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SAFE KC: Calls for gun regulations after KCMO's latest homicides

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Posted at 6:52 PM, Aug 04, 2019
and last updated 2019-08-04 20:08:36-04

KANSAS CITY, Mo.  — Recent activity in Kansas City has leaders searching for answers for how to stop the violence.

As of Sunday, there have been 84 homicides in Kansas City, Missouri, in 2019.

The high numbers are weighing on city officials.

"It's been a rough couple of days for me," Kamisha Stanton, KCMO's Violence Program Coordinator said.

Stanton is actively working to reverse the troubling trend.

"We are at a complete disconnect with our youth and we just really have to use different mechanisms," she added.

The help needed to reduce this violence may have to come from outside of Kansas City, according to Jackson County Prosecutor Jean Peters Baker.

"Missouri, over the past probably 15 years, has been in a steady deregulation of guns, some even criminal laws have been removed from the books that we relied on in order to help maintain safety and public order," Baker said.

The homicide rates are higher in states with less regulations according to Baker, and she is urging lawmakers to pass what she calls "common sense gun restrictions," especially for those who shouldn't possess a firearm.

"About 90 percent of our homicides are committed by gun, so it's a great big number, so we have a big clue as to, that's an easy method for people to use," she said.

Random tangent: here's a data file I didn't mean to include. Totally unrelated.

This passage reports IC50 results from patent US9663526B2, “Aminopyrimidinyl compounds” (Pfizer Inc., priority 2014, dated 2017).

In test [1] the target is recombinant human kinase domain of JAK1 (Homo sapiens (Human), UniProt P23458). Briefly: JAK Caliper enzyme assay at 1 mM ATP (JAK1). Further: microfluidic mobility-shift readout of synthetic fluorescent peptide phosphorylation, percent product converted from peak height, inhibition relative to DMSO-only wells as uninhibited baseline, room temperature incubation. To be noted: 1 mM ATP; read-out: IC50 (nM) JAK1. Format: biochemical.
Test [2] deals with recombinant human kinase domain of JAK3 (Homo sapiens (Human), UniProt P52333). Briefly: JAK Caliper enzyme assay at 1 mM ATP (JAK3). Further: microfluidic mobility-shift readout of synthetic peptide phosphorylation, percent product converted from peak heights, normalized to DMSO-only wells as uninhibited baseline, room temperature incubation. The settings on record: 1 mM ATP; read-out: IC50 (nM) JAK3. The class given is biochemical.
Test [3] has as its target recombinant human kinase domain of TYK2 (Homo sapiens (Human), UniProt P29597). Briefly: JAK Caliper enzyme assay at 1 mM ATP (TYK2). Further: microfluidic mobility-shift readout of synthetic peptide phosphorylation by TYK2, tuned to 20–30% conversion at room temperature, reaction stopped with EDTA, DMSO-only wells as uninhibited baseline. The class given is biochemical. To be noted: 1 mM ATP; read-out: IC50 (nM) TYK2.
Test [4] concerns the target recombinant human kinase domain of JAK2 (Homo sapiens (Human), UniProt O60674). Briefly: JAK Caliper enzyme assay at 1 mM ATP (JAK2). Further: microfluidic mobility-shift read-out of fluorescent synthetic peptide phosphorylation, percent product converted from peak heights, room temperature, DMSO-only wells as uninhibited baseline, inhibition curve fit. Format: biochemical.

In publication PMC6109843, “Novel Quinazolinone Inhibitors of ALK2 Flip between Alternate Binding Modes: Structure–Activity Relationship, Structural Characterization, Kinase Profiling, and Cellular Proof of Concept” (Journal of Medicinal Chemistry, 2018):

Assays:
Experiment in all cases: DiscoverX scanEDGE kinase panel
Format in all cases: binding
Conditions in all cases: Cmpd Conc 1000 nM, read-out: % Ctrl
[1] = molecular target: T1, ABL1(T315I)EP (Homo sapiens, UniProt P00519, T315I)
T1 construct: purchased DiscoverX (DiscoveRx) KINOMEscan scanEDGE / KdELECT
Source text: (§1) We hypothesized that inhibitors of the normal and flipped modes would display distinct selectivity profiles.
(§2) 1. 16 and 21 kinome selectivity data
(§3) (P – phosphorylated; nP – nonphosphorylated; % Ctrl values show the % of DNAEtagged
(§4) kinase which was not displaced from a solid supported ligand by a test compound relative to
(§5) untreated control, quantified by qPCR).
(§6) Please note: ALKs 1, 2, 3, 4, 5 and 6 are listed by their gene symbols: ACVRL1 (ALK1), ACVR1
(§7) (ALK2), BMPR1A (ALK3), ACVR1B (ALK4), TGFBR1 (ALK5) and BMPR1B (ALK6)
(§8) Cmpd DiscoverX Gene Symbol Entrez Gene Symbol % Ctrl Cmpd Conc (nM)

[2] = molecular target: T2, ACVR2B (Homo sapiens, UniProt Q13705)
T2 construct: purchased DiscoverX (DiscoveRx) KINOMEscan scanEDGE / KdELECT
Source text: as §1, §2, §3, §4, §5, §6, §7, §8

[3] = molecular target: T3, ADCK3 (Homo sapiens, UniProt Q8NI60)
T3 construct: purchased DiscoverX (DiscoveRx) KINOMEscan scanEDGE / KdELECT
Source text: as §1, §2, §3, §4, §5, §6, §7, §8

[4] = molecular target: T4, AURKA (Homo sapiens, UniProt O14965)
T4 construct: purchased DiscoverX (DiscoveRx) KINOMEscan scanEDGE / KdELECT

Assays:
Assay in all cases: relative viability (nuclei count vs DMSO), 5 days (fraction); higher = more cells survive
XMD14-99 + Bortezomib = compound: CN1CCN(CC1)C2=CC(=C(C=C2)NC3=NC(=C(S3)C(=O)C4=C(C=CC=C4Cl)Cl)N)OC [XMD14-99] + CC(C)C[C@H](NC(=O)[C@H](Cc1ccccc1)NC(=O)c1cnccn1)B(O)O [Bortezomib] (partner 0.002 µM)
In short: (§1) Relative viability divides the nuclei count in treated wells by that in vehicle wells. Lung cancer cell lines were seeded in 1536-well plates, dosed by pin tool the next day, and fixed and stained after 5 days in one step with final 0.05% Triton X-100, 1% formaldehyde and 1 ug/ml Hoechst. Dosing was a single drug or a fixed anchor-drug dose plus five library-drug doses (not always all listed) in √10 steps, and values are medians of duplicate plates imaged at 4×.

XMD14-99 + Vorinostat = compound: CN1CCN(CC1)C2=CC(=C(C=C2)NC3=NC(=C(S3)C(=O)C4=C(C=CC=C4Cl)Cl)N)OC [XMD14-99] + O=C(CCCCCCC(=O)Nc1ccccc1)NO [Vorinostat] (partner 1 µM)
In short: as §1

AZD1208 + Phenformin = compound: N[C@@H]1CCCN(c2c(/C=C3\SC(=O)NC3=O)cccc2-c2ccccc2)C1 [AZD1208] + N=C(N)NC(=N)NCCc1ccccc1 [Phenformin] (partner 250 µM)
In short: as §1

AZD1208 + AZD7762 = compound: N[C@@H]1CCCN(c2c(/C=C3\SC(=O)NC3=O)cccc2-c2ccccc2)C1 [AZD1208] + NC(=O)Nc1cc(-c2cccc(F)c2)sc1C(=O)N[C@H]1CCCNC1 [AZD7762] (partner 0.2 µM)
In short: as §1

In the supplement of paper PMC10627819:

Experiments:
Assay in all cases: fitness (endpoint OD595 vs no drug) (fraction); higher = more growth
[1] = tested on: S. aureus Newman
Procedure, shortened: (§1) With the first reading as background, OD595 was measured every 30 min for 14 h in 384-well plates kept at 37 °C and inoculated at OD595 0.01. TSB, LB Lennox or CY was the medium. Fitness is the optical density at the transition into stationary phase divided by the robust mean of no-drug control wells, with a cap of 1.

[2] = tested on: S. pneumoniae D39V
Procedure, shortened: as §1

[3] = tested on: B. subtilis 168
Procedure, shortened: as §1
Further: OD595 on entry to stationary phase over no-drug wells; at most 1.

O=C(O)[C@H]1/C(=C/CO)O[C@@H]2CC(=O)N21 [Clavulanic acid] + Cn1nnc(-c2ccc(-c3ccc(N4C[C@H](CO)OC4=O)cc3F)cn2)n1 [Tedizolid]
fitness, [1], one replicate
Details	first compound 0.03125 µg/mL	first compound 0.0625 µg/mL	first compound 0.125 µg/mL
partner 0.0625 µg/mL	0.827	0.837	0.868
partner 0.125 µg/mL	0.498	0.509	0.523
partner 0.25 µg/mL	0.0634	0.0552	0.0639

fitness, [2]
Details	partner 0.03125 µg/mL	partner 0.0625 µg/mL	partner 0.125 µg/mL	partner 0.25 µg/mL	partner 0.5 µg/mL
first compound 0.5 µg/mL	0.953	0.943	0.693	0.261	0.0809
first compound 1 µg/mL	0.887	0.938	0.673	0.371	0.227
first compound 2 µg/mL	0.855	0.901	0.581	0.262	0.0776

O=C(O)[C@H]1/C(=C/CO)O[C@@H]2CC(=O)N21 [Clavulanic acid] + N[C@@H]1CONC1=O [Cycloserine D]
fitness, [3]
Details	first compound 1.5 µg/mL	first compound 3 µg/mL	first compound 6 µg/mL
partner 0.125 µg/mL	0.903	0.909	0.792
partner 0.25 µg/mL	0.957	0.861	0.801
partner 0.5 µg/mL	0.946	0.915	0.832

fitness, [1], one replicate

Getting people out of poverty and providing jobs and opportunities for residents are just a few other things that could help reduce violence in the city, according to Baker.

Pastor Adam Hamilton from the United Church of the Resurrection also supports more strict gun regulations. He spoke with 41 Action News after the death of 25-year-old Erin Langhofer, who attended his church.

"There should be a basic training class if you're going to have conceal carry, how in the world can you get people the right to carry guns around with them in public that can kill innocent people without having a training class before they do that?" Hamilton said.

Opinions on how to battle gun violence vary. It's a topic Kansas City's new mayor, Quinton Lucas, hopes to address during his time in office.